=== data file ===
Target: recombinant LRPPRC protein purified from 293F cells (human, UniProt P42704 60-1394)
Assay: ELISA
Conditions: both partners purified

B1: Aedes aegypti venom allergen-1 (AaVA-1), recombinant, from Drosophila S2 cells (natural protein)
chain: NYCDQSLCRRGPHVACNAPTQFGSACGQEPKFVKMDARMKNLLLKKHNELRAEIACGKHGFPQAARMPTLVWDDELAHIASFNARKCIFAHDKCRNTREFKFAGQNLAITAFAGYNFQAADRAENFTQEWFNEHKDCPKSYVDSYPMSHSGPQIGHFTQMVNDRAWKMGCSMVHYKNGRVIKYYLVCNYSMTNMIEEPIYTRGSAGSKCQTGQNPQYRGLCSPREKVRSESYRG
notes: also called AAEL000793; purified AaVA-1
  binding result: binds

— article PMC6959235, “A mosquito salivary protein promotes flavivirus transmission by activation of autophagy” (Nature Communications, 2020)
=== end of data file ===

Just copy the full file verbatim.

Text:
Target: recombinant LRPPRC protein purified from 293F cells (human, UniProt P42704 60-1394)
Assay: ELISA
Conditions: both partners purified

B1: Aedes aegypti venom allergen-1 (AaVA-1), recombinant, from Drosophila S2 cells (natural protein)
chain: NYCDQSLCRRGPHVACNAPTQFGSACGQEPKFVKMDARMKNLLLKKHNELRAEIACGKHGFPQAARMPTLVWDDELAHIASFNARKCIFAHDKCRNTREFKFAGQNLAITAFAGYNFQAADRAENFTQEWFNEHKDCPKSYVDSYPMSHSGPQIGHFTQMVNDRAWKMGCSMVHYKNGRVIKYYLVCNYSMTNMIEEPIYTRGSAGSKCQTGQNPQYRGLCSPREKVRSESYRG
notes: also called AAEL000793; purified AaVA-1
  binding result: binds

— article PMC6959235, “A mosquito salivary protein promotes flavivirus transmission by activation of autophagy” (Nature Communications, 2020)